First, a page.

While there are no tests to determine a person’s level of sleepiness, some studies indicate that being awake for more than 18 hours can produce an impairment equal to a blood alcohol level of .05, which elevates to .10 after 24 hours. A blood alcohol level of .08 is considered legally drunk. Making sure that you’re well-rested before driving can save your life and the lives of others sharing the road.
The most dangerous roads for fatal sleep-related driving accidents were interstates. While both interstates and U.S. highways can travel across state lines, interstates tend to have fewer on-off points and no cross traffic. This means that those driving on interstates travel for longer stretches of time with few opportunities to rest. Generally, interstates do cross into multiple states and stretch for hundreds or thousands of miles, but some can start and end in the same state.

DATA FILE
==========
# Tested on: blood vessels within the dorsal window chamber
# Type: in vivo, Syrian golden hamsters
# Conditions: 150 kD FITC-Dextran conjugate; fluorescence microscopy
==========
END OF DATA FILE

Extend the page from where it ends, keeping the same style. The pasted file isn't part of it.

U.S. highways were considered the second-most-dangerous road type. Like interstates, U.S. highways can cover thousands of miles and pass between multiple states, but they also include more junctions or intersections. For this reason, highways can see more traffic than interstates at some points.
Because interstates and U.S. highways cover large distances – and those traveling for long periods of time are more likely to utilize them over local streets or country roads – they each have a higher percentage of sleep-related traffic fatalities. Signs of drowsy driving can include frequent yawning or blinking, difficulty remembering recent miles traveled, and missing your exit. If you begin to experience any of these symptoms, it’s important that you find the closest rest station, or accommodations, to avoid a potentially dangerous situation.